“Air quality rules were introduced many years ago, but too many citizens are still exposed to illegally high and harmful concentrations of pollutants,” said Ugo Taddei, a lawyer on clean air from environmental NGO Client Earth.
“Having good legislation in place is only the first step, but then it is very important to enforce the existing rules.
“The problem with the infringement proceedings, apart from the time needed to follow all the steps required under the EU treaties, is one of resources. The commission has limited capacities to bring infringement actions, so it need to prioritise cases.”
Margherita Tolotto, air pollution policy officer at the European Environment Bureau, said: “It’s a sensitive and urgent public health issue so the European Commission should not be afraid to take the necessary action to protect people’s health.
“Once it’s clear that member states are failing, action needs to be quicker.
“National governments are not doing enough, but the European Commission is not reacting fast enough either.”
Karmenu Vella, EU commissioner for the environment, said it cost the bloc’s economy 20 billion euros a year to cope with air pollution.
He told Euronews: “The European Commission uses both the carrot and the stick. We encourage member states, we support member states.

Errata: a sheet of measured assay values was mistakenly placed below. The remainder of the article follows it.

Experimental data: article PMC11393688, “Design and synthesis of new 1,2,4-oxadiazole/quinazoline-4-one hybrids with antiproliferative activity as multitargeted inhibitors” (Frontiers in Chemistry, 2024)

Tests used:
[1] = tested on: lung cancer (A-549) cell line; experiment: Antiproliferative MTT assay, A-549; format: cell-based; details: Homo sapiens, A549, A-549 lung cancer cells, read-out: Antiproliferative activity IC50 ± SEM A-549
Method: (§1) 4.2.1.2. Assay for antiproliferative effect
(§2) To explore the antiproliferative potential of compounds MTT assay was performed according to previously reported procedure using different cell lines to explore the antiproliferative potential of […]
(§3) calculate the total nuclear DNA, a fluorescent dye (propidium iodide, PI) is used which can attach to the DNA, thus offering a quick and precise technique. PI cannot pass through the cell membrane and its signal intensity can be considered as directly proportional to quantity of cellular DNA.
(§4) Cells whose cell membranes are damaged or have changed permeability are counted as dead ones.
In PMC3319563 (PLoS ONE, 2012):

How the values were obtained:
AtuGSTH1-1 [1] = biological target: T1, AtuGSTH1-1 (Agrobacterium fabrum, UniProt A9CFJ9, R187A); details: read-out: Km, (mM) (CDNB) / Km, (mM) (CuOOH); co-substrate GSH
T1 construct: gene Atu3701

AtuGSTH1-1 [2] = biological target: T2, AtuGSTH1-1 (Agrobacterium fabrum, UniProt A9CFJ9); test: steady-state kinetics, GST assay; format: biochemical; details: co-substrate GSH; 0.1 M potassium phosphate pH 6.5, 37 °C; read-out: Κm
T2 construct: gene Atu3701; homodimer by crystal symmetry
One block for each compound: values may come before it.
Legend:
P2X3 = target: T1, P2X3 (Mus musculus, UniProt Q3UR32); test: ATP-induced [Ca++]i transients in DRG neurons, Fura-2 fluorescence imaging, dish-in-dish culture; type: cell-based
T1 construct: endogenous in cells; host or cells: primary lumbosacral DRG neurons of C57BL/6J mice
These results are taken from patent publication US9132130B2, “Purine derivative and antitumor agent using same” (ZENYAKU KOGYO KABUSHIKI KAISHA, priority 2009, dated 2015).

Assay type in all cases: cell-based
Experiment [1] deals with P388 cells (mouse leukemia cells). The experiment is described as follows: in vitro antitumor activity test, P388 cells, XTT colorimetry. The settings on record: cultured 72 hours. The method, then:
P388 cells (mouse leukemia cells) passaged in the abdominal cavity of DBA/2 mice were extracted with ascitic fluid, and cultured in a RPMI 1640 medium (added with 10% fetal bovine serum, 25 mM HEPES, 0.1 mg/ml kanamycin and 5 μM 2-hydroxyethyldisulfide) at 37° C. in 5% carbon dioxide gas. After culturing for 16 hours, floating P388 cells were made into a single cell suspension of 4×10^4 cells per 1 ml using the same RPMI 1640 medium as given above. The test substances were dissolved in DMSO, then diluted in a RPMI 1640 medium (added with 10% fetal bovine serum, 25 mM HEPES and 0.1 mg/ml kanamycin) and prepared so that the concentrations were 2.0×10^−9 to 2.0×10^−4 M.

“Obviously we have rules and regulations. But on the other hand we use the sticks when we see that member states are not delivering.
“The idea is not to keep coming up with infringements. But the idea is to help these cities – because mostly air pollution is in capital cities – to cope with this problem.
“The infringements are taken very, very seriously and it’s something that is ongoing, not just discussions but also action.
“There have been cases where the infringements have been taken up at a higher level and it’s something we are continuously pushing for.”
Vella’s comments come as the EC published proposals aimed at reducing vehicles’ carbon dioxide emissions by 2030.
All but one of the EC’s 30 infringement cases are for exceeding limits on nitrogen dioxide and PM10 dust particles – pollutants that are more prevalent in diesel than petrol fumes.